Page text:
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On security reports and weather forecasts

Well, we are deep into the security report season. What started as a drizzle with the RSA conference has turned into a torrent. Of course, the Verizon Data Breach report has become the big dog of security reports, but it is far from alone. Many of these reports contain some great data and metrics. But overall, reading through them I get the impression that I don't need the weatherman to tell me it's raining. I can just look outside and see that for myself.

Wouldn't it be great if we could take these trends and see what the next big attack vector is going to be? Yes it would, but unfortunately most of us won't know the next big attack vector until we see write-ups in next year's reports.

Snoopy

Unfortunately, as my friend Michael Farnum tweeted, "Calling all InfoSec speakers with no imagination! Your 2014 material is ready! Go get your Verizon #DBIR today!" As Michael later explained, it doesn't mean the Verizon DBIR is not full of great information, it just means that it doesn't take the place of doing real security and staying vigilant.

With the Verizon report being in its 10th year, there is some great historical perspective on breaches over the last decade. I am not saying that you can't take this data to project over the next year. I am saying, though, that the way security works, next year we will probably read about some new attack vector or method that the bad guys use to breach.

But let's not pick on the Verizon Report, there are some other reports that are pretty good too. One is the Alert Logic Cloud Security Report, another good report full of some great metrics and research on the different types of attacks against cloud-based infrastructure versus on-premise infrastructure. This is the third or fourth year for the Alert Logic report. Each year it gets better and better and gives us a good idea of how threats, and in turn security in the cloud differs from on-premise security.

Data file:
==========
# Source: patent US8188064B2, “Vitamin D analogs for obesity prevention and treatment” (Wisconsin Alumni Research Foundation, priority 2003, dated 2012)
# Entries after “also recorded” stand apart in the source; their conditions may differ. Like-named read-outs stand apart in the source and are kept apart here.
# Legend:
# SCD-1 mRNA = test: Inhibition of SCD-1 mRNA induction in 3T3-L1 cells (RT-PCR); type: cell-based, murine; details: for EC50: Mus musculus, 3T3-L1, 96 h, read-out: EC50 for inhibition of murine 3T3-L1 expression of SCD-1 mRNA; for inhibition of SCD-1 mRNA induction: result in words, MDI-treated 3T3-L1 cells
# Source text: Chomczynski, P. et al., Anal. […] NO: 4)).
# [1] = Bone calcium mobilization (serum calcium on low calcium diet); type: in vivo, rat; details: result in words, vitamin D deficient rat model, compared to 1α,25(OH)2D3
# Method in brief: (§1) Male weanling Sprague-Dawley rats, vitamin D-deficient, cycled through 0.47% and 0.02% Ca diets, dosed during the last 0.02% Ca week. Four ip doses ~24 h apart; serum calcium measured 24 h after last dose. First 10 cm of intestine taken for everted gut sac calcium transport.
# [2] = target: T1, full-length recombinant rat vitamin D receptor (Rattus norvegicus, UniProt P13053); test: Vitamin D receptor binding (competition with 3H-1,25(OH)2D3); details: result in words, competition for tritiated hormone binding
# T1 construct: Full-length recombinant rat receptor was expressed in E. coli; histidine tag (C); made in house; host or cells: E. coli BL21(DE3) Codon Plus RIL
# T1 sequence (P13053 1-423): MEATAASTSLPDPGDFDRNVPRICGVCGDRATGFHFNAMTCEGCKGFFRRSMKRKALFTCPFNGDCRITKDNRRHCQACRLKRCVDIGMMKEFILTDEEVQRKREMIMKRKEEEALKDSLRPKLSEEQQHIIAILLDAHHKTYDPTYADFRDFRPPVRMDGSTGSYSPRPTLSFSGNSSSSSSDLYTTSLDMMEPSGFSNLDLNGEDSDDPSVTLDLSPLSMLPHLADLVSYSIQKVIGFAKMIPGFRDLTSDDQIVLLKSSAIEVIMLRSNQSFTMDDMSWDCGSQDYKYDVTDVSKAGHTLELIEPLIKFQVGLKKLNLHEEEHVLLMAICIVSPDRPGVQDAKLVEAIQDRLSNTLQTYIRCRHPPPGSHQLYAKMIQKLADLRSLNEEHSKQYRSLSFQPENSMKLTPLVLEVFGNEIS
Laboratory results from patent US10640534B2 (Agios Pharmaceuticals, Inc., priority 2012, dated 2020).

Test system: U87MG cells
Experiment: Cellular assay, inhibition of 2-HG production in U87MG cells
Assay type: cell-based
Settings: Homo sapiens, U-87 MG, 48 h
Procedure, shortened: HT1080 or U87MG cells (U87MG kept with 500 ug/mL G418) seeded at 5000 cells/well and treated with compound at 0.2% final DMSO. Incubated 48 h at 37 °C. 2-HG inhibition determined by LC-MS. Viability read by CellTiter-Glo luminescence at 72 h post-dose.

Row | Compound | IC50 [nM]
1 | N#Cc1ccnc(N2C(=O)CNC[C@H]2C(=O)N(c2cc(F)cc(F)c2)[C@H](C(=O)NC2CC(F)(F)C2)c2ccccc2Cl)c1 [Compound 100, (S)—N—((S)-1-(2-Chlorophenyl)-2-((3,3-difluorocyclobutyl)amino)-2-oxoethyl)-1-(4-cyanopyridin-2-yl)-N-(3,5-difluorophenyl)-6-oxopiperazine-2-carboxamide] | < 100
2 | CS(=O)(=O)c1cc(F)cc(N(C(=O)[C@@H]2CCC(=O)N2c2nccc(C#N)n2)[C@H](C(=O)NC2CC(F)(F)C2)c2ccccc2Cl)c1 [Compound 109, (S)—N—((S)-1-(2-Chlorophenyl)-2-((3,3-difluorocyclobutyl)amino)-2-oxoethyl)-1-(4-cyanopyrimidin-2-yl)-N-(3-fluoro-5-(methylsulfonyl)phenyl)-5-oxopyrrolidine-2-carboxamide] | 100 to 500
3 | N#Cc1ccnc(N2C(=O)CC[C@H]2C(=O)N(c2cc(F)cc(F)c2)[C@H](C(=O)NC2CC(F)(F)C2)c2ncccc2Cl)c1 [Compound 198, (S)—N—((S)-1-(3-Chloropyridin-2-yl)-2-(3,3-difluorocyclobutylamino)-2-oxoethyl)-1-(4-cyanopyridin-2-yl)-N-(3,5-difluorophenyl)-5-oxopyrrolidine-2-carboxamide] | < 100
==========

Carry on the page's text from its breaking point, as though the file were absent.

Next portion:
Other reports are PWC Global State of Information Security, The TrustWave Security Pressure Report, The 2014 Cisco Annual Security Report, The Sophos Security Report, the Firemon/Ponemon Institute report I wrote about last week, and the Symantec Report.

Each and every one of these reports is great in its own right. They can arm you with all of the facts and figures you need to make your case on why your security team needs more budget. As Michael Farnum said, it is an InfoSec speaker's dream with enough facts, charts, and graphs to keep us going all year long.

But after having gone through all of these reports I felt like I was watching the TV weather report telling me it's raining while I could just look out a window. All of these reports are remarkably consistent. They all say that we are under attack. They say that we have seen more attacks than ever across the board. Whether in the cloud, on premises on endpoints or on servers, we are seeing more incidents, more attacks, and even more sophisticated attacks.

On the other hand, security budgets are still underfunded, executives don't have a clear picture of the real state of the organization's security, and the security teams don't get the chance to really convey the true lack of preparedness to the powers that be.

After having read many of these reports for enough years now, I feel like I know myself that I should take out the umbrella; I don't need someone to tell me it is raining.

I guess my issue is, what can we do to change the forecast? Is it just more of the same? I would like to see something that says on the horizon are these changes, new ideas, new methods which promise to change the equation. We have mastered the security breach data report. What do we do for our next act?

That next act is how do we take that information and fundamentally "change the weather forecast." What lessons learned can we apply to avoid a security Groundhog Day in next year's report?

I don't know what the answer to that is. If I did, I would tell you. But until we do, more of the same grim statistics on breaches and security metrics are falling on deaf ears.

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